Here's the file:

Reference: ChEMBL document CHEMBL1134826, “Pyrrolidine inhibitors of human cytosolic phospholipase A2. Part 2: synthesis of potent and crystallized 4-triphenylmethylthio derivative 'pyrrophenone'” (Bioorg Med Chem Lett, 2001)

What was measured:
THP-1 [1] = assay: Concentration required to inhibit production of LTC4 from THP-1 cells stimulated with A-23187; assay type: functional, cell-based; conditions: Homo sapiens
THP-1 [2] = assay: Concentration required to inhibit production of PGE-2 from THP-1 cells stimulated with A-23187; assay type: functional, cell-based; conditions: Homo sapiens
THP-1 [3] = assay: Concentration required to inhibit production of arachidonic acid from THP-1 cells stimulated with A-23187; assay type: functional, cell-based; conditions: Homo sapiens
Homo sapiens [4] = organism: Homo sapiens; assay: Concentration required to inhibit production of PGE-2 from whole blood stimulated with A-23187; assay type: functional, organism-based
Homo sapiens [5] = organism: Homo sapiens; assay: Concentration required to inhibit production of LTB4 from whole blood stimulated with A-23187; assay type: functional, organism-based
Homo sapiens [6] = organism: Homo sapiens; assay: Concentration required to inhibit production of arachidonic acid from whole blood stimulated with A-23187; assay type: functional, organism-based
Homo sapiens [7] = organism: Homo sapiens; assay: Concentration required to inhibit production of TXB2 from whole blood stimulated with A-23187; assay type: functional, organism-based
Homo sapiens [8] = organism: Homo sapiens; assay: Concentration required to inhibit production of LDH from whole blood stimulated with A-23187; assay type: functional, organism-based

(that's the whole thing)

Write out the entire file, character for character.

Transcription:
Reference: ChEMBL document CHEMBL1134826, “Pyrrolidine inhibitors of human cytosolic phospholipase A2. Part 2: synthesis of potent and crystallized 4-triphenylmethylthio derivative 'pyrrophenone'” (Bioorg Med Chem Lett, 2001)

What was measured:
THP-1 [1] = assay: Concentration required to inhibit production of LTC4 from THP-1 cells stimulated with A-23187; assay type: functional, cell-based; conditions: Homo sapiens
THP-1 [2] = assay: Concentration required to inhibit production of PGE-2 from THP-1 cells stimulated with A-23187; assay type: functional, cell-based; conditions: Homo sapiens
THP-1 [3] = assay: Concentration required to inhibit production of arachidonic acid from THP-1 cells stimulated with A-23187; assay type: functional, cell-based; conditions: Homo sapiens
Homo sapiens [4] = organism: Homo sapiens; assay: Concentration required to inhibit production of PGE-2 from whole blood stimulated with A-23187; assay type: functional, organism-based
Homo sapiens [5] = organism: Homo sapiens; assay: Concentration required to inhibit production of LTB4 from whole blood stimulated with A-23187; assay type: functional, organism-based
Homo sapiens [6] = organism: Homo sapiens; assay: Concentration required to inhibit production of arachidonic acid from whole blood stimulated with A-23187; assay type: functional, organism-based
Homo sapiens [7] = organism: Homo sapiens; assay: Concentration required to inhibit production of TXB2 from whole blood stimulated with A-23187; assay type: functional, organism-based
Homo sapiens [8] = organism: Homo sapiens; assay: Concentration required to inhibit production of LDH from whole blood stimulated with A-23187; assay type: functional, organism-based